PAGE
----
Ongoing challenges for victims of crime and the criminal justice sector
in The victim in the Irish criminal process
Abstract only
Log-in for full text

You are not authenticated to view the full text of this chapter or article.

manchesterhive requires a subscription or purchase to access the full text of books or journals - to see content that you/your institution should have access to, please log in through your library system or with your personal username and password.

If you are authenticated and think you should have access to this title, please contact your librarian.

Non-subscribers can freely search the site, view abstracts/extracts and download selected front and end matter. 

Institutions can purchase access to individual titles; please contact for pricing options.


If you have an access token for this content, you can redeem this via the link below:

Redeem token

This chapter documents a variety of issues which continue to concern victims of crime in Ireland and those working on their behalf. The absence of comprehensive, accurate and reliable data on the experience of victims of crime while engaging with the criminal justice system and support services is raised as a concern. The chapter examines the challenges facing the state in tackling the problem of under-reporting and attrition in this country. It also documents the burden placed on victims and the potential for disillusionment and further trauma through engagement with the system, focusing on the potential to minimise risk through comprehensive training programmes designed to enable front-line workers to provide a sensitive and compassionate service to victims. Innovative policy options adopted in other jurisdictions, including the creation of an Ombudsman for Victims of Crime and measures to unify service provision within the sector, including Witness Care Units, are also explored.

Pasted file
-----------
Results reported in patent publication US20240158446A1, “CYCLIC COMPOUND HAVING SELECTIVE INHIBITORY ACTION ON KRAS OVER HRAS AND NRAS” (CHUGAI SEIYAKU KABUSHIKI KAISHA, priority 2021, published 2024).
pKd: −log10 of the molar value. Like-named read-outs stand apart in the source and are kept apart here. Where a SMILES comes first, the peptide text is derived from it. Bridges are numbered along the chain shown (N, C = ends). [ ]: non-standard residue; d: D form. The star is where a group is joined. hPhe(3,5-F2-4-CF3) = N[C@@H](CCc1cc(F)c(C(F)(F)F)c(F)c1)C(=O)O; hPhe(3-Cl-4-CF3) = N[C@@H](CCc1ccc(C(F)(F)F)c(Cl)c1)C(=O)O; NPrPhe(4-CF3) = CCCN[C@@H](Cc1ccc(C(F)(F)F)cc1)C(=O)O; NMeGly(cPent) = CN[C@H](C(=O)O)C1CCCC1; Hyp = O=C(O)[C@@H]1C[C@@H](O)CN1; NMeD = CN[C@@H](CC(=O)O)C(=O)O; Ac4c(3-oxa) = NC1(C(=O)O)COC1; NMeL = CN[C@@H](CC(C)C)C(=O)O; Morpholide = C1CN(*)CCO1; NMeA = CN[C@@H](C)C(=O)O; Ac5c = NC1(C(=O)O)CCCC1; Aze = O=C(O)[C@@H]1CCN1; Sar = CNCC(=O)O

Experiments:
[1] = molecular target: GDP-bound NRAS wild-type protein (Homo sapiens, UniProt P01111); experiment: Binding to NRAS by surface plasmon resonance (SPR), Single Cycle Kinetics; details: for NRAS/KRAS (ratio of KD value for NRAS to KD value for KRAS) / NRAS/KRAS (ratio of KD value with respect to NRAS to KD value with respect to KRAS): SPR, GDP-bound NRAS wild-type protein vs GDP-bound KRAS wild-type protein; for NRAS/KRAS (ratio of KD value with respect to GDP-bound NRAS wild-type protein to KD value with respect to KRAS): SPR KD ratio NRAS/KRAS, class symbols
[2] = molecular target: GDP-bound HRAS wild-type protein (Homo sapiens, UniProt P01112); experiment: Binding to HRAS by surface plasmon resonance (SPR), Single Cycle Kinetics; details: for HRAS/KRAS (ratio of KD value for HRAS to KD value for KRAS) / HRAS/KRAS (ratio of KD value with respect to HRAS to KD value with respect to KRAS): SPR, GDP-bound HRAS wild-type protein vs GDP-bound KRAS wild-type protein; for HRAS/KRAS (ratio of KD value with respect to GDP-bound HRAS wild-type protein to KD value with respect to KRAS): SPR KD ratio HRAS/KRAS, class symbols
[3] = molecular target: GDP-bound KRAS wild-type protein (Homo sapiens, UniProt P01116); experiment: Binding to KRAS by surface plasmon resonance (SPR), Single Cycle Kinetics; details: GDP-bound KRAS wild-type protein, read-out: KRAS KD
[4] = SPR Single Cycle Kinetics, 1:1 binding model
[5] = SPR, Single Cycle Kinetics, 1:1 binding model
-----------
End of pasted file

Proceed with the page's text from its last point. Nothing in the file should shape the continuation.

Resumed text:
All Time Past Year Past 30 Days
Abstract Views 14 14 14
Full Text Views 0 0 0
PDF Downloads 0 0 0